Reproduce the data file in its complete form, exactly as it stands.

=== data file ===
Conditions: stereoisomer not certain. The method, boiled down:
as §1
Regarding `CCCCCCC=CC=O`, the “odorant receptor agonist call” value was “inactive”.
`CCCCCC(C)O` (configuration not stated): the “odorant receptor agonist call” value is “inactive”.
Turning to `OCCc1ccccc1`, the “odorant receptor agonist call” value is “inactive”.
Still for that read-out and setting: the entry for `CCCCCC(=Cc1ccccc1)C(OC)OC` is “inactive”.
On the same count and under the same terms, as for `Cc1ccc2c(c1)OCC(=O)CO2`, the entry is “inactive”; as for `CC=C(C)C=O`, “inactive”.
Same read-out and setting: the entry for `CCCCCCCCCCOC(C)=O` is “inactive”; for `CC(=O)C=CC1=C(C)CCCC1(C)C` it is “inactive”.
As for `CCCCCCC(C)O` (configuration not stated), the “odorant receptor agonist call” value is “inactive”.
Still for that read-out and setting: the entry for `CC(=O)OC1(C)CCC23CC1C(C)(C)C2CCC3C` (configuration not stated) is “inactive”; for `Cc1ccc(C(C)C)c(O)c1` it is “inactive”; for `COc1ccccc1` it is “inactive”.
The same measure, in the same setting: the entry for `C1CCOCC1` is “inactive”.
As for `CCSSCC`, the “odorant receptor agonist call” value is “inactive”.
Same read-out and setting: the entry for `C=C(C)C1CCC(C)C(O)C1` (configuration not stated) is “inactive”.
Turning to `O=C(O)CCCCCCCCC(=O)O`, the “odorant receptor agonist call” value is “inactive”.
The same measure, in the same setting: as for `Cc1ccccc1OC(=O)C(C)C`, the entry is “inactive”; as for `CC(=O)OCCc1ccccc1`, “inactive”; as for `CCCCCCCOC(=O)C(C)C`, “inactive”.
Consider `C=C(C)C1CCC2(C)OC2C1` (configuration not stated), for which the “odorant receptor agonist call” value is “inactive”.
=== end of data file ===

Conditions: stereoisomer not certain. The method, boiled down:
as §1
Regarding `CCCCCCC=CC=O`, the “odorant receptor agonist call” value was “inactive”.
`CCCCCC(C)O` (configuration not stated): the “odorant receptor agonist call” value is “inactive”.
Turning to `OCCc1ccccc1`, the “odorant receptor agonist call” value is “inactive”.
Still for that read-out and setting: the entry for `CCCCCC(=Cc1ccccc1)C(OC)OC` is “inactive”.
On the same count and under the same terms, as for `Cc1ccc2c(c1)OCC(=O)CO2`, the entry is “inactive”; as for `CC=C(C)C=O`, “inactive”.
Same read-out and setting: the entry for `CCCCCCCCCCOC(C)=O` is “inactive”; for `CC(=O)C=CC1=C(C)CCCC1(C)C` it is “inactive”.
As for `CCCCCCC(C)O` (configuration not stated), the “odorant receptor agonist call” value is “inactive”.
Still for that read-out and setting: the entry for `CC(=O)OC1(C)CCC23CC1C(C)(C)C2CCC3C` (configuration not stated) is “inactive”; for `Cc1ccc(C(C)C)c(O)c1` it is “inactive”; for `COc1ccccc1` it is “inactive”.
The same measure, in the same setting: the entry for `C1CCOCC1` is “inactive”.
As for `CCSSCC`, the “odorant receptor agonist call” value is “inactive”.
Same read-out and setting: the entry for `C=C(C)C1CCC(C)C(O)C1` (configuration not stated) is “inactive”.
Turning to `O=C(O)CCCCCCCCC(=O)O`, the “odorant receptor agonist call” value is “inactive”.
The same measure, in the same setting: as for `Cc1ccccc1OC(=O)C(C)C`, the entry is “inactive”; as for `CC(=O)OCCc1ccccc1`, “inactive”; as for `CCCCCCCOC(=O)C(C)C`, “inactive”.
Consider `C=C(C)C1CCC2(C)OC2C1` (configuration not stated), for which the “odorant receptor agonist call” value is “inactive”.